Start with problems. Not solutions.
No problem? No product.
This is Part 2 of a 6-part series where we share everything that went into building our product at Crew. Privacy be damned. Building Crew in Public is not just filled with glory. It’s filled with the struggles and doubt we faced creating a product.
A product in search of a problem.
A trap that many products fall into. People don’t actually need what you’re building.
If a product doesn’t solve a problem, no one cares.
This is why when we started Crew, the first thing we focused on was making sure we were solving a problem, even if our product was primitive and many things were done manually rather than with technology.
To help us gain insight into what’s working and what’s not, we look at 3 main signals:
1. Data — Numbers showing how people are using Crew
2. Customer input — Emails, phone calls, or suggestions from customers after using Crew
3. Intuition — How do we feel when we use Crew? What do we think needs to be improved?
One of the main focuses for us is looking at the repeat usage of Crew members posting projects.
We want our product to be so useful that our members don’t just use us once but every time they need creative work.
Experience = multiple “wow moments”
(not just one)
Think about the first time you used a great product.
It probably felt like it was designed for you. Every action you wanted to do felt right. Your senses (vision, touch, sound) were in tune with the product.
You might’ve said “wow” while using it.
That product touched you on an emotional level and you remember it. You shared it. And you want to use it again.
I know it might be a tired example, but I felt this type of positive emotion the first time I used Uber. Uber’s app connects you with drivers to get around your city.
At first, it may seem like using Uber would not be that much better than calling a cab. But, the trick to Uber’s stickiness is not just one, but multiple “wow moments” that make it substantially better than calling a cab.
The first time I used Uber, there were 4 distinct “wow moments”:
1. How do I know if a cab is available right now?
Uber shows you cabs around you on a map.
2. When will my driver show up?
Uber shows you a map of where your driver is with an estimated time of arrival
3. Will my driver take credit card or do I need cash?
Uber connects with your credit card.
4. What should I tip?
Uber automatically includes a tip you set.
The way Uber baked multiple “wow moments” into their product is one reason why their system is so strong.
With each additional “wow moment”, your chances of using Uber’s app increases compared to hailing a cab.
However, one of the challenges with creating multiple “wow moments” within your product is that they take time to construct. Uber took a year to build their first app and launched in one city.
You need to be patient and willing to go all-in on a problem to create an experience worthy of multiple “wow moments.” Creating the right experience is risky when you might not have all the signals to say what you’re building is the right thing. But that’s part of the road to building a differentiated product. You won’t have all the answers at the start.
To reduce risk, you can begin by focusing on the main one or two “wow moments”.
This may not be good enough to create the full experience you’re after but as you build more and seek to reach that same level of quality of that one “wow moment,” your product will get closer to what you’re after.
This is what we did.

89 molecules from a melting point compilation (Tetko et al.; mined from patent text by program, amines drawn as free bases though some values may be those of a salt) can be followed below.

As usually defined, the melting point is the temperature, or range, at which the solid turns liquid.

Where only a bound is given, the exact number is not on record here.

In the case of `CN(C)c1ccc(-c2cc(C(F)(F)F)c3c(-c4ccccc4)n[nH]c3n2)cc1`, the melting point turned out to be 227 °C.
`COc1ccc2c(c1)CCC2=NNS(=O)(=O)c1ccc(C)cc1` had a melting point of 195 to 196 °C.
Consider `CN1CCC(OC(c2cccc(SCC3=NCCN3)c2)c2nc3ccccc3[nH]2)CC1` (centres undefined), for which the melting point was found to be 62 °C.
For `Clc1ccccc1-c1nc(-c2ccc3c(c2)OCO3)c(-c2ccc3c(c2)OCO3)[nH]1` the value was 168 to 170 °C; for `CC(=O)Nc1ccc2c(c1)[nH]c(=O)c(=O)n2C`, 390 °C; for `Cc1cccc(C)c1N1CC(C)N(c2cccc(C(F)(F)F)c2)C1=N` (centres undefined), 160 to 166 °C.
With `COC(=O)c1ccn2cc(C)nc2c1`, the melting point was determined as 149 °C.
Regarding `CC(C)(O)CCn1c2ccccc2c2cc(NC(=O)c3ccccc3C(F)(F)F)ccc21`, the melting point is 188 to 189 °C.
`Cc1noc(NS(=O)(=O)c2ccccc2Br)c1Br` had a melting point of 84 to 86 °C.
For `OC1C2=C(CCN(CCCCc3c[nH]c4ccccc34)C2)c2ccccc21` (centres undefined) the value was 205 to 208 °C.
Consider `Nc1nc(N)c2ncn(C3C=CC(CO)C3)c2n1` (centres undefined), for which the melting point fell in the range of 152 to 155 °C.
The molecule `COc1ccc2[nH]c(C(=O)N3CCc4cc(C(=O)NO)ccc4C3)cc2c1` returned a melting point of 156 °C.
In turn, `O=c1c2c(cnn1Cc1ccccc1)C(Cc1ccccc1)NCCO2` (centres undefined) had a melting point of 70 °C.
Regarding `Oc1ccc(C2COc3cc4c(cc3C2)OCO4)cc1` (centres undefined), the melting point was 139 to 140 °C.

The first “wow moment” we focused on was helping you find a vetted, qualified designer/developer within a day.
Finding the right designers and developers is hard even for the best technical companies like Facebook and Google. Because software is becoming a need for almost every business, the supply for software engineers and designers is throwing the demand curve for a loop.
In Crew, we’ve found that finding the right designer within a day creates a “wow moment” for about 25% of our customers. After matching a project with a designer/developer we help with things like managing the project and payment but not at the level of quality to create multiple “wow moments”. Yet.
To find the areas we need to improve we used our 3 signals (metrics, customer input, and our intuition) to make a long list of problems.
When defining what to build, it’s often best to start by picking out the right problems to focus on and not get too caught up in solutions yet.
How we solve each of these problems could be done thousands of different ways.
For now, getting problems down is the focus. We can define potential solutions later.
Before this meeting, we each took a week and made a long list of problems from different perspectives:
Angus — Engineering
Kirill — Design
Steph — Customer happiness
Mikael — High level
Angus broke down the problems from clearly defined and easy to do to undefined and needs to be discussed (Hard To Solve means needs to be discussed):
Our plan is Angus and our product team will start development on the bottom (the clearly defined tasks) while Kirill, Steph, and I tackle the higher order issues on top that need more refinement before development can start.
We’ll work toward the middle. As we define the hard to solve issues, and as what needs to be built becomes clearer, those items will drop down to obvious fixes and we can build them.
Hard problems aren’t bad. Hard problems can be the best opportunities for you to “wow” your customers if you build them right.
The bigger the problem, the bigger the opportunity.
Building Crew in Public
Privacy be damned. Building Crew in Public is a series of 6 short essays on product design philosophy and the struggles we faced designing our own product. You can read the original, On The Road-inspired version on the Crew Backstage blog.
2. You Are Here
P.S. The new Crew
We recently went through this process again for a brand new version of our product at Crew. You can read all about it here.